yes you can mix and match brood, people that leave the nuc in the same yard as the hives do that so bees don't return to the original hive.

    I would skip the fumidil unless you have a problem.

    the thread will tell you when he starts, depends on many things, starting with queen cells, you have to start earlier, with mated queens later, how tall do you want the nucs to be?
    mike syracuse ny
    Whatever you subsidize you get more of. Ronald Reagan

  4. #3
    Join Date
    Jan 2013
    Location
    Crown Point, NY, USA
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    723

    Default Re: Upstate NY; nucs

    I have decided to try making 2 nucs in July to overwinter. I have several specific questions;
    I make nucs up between june 1st and aug 1st.

    1 When is the best time to start to give the plenty of time to build up before winter?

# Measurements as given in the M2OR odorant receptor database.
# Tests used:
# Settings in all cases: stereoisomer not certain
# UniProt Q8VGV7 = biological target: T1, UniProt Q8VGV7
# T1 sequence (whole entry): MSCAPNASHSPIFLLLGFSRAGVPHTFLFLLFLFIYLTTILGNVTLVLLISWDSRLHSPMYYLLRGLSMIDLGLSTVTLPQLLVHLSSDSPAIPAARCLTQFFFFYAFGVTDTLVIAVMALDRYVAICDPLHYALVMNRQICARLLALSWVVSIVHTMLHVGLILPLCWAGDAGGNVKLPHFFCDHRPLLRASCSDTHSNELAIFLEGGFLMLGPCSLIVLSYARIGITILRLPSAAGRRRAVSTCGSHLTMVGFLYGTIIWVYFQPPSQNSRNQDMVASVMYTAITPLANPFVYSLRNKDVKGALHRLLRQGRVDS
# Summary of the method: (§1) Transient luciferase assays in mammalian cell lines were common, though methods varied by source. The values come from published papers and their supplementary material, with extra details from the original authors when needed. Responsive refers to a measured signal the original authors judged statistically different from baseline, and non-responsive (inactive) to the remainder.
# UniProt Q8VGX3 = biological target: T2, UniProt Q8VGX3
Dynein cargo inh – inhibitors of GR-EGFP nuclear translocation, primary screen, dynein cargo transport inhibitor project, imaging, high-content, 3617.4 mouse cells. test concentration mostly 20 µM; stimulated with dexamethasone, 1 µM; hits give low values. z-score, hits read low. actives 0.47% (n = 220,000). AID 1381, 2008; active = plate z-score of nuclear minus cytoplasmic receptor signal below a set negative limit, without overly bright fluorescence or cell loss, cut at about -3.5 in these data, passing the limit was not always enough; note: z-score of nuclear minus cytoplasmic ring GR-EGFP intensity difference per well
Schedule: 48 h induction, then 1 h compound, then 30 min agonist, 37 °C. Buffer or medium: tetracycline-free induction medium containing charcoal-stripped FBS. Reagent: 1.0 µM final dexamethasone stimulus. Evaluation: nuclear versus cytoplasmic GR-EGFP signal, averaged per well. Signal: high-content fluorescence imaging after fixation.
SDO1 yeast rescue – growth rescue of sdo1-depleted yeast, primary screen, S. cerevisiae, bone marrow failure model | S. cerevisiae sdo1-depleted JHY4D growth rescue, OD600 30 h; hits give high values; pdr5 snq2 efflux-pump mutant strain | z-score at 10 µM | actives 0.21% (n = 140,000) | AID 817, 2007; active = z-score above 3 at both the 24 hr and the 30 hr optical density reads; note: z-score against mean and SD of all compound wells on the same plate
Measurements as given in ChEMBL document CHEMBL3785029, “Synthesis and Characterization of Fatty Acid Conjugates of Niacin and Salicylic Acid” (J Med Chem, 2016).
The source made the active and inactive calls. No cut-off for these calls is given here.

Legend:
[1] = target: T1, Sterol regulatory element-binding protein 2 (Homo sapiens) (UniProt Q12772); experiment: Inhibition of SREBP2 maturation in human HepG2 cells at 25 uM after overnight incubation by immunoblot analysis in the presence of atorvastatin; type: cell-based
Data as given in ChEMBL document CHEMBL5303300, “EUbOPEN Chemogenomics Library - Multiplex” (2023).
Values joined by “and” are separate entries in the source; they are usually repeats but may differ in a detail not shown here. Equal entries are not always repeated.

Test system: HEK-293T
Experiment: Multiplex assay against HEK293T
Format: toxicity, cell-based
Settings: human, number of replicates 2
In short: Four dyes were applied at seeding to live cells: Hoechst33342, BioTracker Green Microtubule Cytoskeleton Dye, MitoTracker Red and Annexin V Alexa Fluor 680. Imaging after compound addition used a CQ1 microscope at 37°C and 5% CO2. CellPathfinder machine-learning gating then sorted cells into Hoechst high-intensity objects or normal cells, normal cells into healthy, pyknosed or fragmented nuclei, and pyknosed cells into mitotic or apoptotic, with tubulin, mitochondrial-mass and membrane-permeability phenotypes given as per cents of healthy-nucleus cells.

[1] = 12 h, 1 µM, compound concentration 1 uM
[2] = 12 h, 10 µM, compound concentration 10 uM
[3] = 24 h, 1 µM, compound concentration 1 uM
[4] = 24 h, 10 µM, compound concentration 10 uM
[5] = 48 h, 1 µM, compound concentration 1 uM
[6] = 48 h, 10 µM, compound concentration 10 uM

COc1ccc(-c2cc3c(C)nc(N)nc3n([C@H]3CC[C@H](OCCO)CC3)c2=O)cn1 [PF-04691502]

See above. If you make up after july 15th you should use mated queens. I have used cells all the way up to august 5-8th and made it work. But it can't be done every year. The nuc needs to be made strong the later in the season you make it. Yes you can mix and match frames of brood from multiple hives. I do it all the time. In general to make up a nuc you should use 1 capped brood and one open brood, and a frame of honey. I give mine a patty of pollen sub and 1/2 gallon of feed. Also a few shakes of bees 2-3 frames worth as many will fly back to parent colony. I don't use fumigilin as it causes birth defects in humans. Haven't used it in well over 20+ years. You could pretty easily turn your 4 hives into 10-12 more next year.

  5. #4
    Join Date